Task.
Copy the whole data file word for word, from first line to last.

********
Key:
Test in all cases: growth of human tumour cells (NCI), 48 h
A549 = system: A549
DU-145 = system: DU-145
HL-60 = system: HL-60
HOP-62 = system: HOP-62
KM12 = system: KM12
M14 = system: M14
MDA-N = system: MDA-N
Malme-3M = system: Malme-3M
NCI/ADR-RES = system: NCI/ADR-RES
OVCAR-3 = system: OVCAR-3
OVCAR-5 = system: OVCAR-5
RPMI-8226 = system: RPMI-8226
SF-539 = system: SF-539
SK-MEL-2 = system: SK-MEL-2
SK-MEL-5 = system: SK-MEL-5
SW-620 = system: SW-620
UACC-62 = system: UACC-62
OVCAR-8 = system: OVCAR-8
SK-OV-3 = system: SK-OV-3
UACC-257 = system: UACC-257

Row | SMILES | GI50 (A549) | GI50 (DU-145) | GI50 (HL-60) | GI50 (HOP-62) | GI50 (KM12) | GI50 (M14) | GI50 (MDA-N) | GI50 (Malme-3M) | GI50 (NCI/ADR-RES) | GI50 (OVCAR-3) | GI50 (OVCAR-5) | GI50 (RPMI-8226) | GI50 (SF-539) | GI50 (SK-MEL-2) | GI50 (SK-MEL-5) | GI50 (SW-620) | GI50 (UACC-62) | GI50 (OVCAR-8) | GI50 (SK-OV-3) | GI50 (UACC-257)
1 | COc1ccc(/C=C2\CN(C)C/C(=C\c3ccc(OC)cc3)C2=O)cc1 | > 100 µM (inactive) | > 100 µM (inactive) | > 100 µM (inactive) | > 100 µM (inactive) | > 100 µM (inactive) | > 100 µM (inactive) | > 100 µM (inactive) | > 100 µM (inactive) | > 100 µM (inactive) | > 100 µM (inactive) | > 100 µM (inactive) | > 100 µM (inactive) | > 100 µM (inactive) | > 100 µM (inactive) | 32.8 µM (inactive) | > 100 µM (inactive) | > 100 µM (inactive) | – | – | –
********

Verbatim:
Key:
Test in all cases: growth of human tumour cells (NCI), 48 h
A549 = system: A549
DU-145 = system: DU-145
HL-60 = system: HL-60
HOP-62 = system: HOP-62
KM12 = system: KM12
M14 = system: M14
MDA-N = system: MDA-N
Malme-3M = system: Malme-3M
NCI/ADR-RES = system: NCI/ADR-RES
OVCAR-3 = system: OVCAR-3
OVCAR-5 = system: OVCAR-5
RPMI-8226 = system: RPMI-8226
SF-539 = system: SF-539
SK-MEL-2 = system: SK-MEL-2
SK-MEL-5 = system: SK-MEL-5
SW-620 = system: SW-620
UACC-62 = system: UACC-62
OVCAR-8 = system: OVCAR-8
SK-OV-3 = system: SK-OV-3
UACC-257 = system: UACC-257

Row | SMILES | GI50 (A549) | GI50 (DU-145) | GI50 (HL-60) | GI50 (HOP-62) | GI50 (KM12) | GI50 (M14) | GI50 (MDA-N) | GI50 (Malme-3M) | GI50 (NCI/ADR-RES) | GI50 (OVCAR-3) | GI50 (OVCAR-5) | GI50 (RPMI-8226) | GI50 (SF-539) | GI50 (SK-MEL-2) | GI50 (SK-MEL-5) | GI50 (SW-620) | GI50 (UACC-62) | GI50 (OVCAR-8) | GI50 (SK-OV-3) | GI50 (UACC-257)
1 | COc1ccc(/C=C2\CN(C)C/C(=C\c3ccc(OC)cc3)C2=O)cc1 | > 100 µM (inactive) | > 100 µM (inactive) | > 100 µM (inactive) | > 100 µM (inactive) | > 100 µM (inactive) | > 100 µM (inactive) | > 100 µM (inactive) | > 100 µM (inactive) | > 100 µM (inactive) | > 100 µM (inactive) | > 100 µM (inactive) | > 100 µM (inactive) | > 100 µM (inactive) | > 100 µM (inactive) | 32.8 µM (inactive) | > 100 µM (inactive) | > 100 µM (inactive) | – | – | –